Have you ever gotta serious crush on someone whom you couldn’t have? We hope all of you are pretty much acquainted with the scenario. We always want someone who is probably unavailable, not interested in us, or not that much into us. But still we crave for that person, even after getting so many rejections. Though it rarely happens in other arenas of our life. We prefer to adjust whenever we find something unapproachable. But what happens in love? Why unattainable always fascinates us?
There is a logical reason behind each and everything, so here goes..
The recent study by Helen E Fisher and team, American Psychological society, shows that people who were rejected by their partner were intensely in love with them. The study was done to elucidate the work of neural system with the help of functional magnetic resonance imaging (fMRI) upon 15 women and men who were rejected by someone.
It was perceived that participants’ brains, specifically the mid-brain area of the VTA and the striatum, showed activation in the arenas related to stimulation, reward, addiction, distress, craving, whenever they were shown the photographs of the person who rejected them. It was concluded that “this partly because adversity tends to heighten feelings of romantic love and because when a reward is delayed in coming, reward-expecting neurons in the reward system prolong their activity”. The study also demonstrates the involvement of the angular gyrus in this process. Hence after concluding the whole idea, it is speculated that the intense romantic love is preserved in the mid-brain area of the VTA and angular gyrus, despite the rejection, separation and emotional negativity.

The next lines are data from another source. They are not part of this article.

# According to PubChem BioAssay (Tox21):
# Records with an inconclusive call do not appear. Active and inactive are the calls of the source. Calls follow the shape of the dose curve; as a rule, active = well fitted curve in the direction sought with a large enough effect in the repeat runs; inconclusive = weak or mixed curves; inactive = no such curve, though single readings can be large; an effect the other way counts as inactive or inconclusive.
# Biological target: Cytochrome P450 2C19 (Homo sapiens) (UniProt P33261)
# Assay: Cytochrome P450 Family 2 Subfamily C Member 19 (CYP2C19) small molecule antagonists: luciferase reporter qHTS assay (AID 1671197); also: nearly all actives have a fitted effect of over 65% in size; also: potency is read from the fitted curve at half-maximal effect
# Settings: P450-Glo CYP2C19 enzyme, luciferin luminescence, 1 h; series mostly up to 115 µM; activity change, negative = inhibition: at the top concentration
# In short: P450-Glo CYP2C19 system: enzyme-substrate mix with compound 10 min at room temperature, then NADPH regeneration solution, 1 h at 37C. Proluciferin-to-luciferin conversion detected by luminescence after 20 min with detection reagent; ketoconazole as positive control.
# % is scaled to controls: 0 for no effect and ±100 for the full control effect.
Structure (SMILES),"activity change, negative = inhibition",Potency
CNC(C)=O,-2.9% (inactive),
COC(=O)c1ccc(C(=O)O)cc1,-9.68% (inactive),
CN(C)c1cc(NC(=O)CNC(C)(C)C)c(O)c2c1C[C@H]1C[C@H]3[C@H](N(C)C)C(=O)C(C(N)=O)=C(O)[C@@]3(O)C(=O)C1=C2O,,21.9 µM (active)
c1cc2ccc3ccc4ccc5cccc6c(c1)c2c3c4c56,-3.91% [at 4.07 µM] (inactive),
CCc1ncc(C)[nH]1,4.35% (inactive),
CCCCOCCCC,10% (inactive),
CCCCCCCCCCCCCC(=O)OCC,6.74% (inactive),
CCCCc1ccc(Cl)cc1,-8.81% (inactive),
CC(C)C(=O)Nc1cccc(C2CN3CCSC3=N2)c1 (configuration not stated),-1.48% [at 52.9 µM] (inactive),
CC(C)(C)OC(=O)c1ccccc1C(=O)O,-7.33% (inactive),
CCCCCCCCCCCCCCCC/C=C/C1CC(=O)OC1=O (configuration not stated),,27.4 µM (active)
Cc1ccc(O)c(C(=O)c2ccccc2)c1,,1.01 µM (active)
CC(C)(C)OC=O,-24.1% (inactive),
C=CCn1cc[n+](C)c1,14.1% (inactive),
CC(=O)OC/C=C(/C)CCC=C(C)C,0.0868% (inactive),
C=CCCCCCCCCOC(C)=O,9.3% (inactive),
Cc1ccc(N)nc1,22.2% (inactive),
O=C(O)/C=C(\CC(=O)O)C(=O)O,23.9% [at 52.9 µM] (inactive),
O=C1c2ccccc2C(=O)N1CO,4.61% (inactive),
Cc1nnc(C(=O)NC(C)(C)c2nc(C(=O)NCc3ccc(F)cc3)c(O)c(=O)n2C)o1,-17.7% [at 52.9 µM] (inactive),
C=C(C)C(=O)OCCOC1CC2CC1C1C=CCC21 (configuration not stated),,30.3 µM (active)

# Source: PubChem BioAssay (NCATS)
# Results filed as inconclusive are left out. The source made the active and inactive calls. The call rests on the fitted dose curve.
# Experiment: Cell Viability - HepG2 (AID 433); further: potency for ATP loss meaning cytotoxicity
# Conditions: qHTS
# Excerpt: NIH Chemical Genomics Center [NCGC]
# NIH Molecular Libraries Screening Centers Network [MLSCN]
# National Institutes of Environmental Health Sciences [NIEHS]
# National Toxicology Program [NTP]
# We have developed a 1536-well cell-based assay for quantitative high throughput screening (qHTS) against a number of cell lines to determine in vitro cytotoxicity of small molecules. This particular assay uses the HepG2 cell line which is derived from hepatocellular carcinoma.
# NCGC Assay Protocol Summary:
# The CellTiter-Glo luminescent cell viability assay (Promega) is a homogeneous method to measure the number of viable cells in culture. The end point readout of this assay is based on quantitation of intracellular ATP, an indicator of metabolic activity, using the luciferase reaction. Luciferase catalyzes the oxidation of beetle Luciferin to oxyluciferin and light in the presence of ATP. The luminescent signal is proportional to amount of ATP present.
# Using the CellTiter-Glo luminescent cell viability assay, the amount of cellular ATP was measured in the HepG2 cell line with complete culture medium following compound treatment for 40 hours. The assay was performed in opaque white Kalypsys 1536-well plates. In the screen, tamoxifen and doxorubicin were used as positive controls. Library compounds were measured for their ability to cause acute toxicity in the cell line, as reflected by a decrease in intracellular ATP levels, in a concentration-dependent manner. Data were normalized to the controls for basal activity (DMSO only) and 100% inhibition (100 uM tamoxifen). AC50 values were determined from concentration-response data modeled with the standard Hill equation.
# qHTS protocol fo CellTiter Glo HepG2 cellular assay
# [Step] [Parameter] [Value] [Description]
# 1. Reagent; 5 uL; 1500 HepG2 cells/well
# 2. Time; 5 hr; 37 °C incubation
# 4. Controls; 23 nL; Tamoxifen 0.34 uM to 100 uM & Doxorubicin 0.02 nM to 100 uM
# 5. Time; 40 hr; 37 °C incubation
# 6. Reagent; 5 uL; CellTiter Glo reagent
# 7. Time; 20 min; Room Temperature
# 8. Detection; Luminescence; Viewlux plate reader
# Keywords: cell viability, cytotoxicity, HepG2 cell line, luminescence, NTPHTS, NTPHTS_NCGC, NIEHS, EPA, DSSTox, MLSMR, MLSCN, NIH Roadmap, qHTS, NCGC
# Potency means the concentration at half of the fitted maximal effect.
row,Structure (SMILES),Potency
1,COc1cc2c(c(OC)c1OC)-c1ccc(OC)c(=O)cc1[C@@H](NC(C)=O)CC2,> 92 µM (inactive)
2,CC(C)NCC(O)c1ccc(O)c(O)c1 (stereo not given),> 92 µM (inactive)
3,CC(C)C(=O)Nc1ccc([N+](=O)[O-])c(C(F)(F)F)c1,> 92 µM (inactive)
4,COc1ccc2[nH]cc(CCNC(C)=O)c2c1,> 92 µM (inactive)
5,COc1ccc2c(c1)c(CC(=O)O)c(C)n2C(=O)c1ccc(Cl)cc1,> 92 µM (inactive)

The reason of ‘addiction’ to the rejecting partner
It is anticipated that rejected men and women’s cortical and subcortical areas, specifically the nucleus accumbens and orbitofrontal/prefrontal cortex, which is associated with craving and addiction manifest neural activity, whenever the participants they see the photos of their partners. This also happens with other various kinds of addictions where a significant increase of dopamine in the stratium is seen. Even the angular gyrus, a region of the brain, related with romantic love is also associated with cigarette craving.
Hence it is evidently proved that romantic rejection is a kind of addiction same as other addictions. The study reports “The perspective that rejection in love involves subcortical reward gain/loss systems critical to survival helps to explain why feelings and behaviours related to romantic rejection are difficult to control and lends insight into the high cross-cultural rates of stalking, homicide, suicide, and clinical depression associated with rejection in love.”
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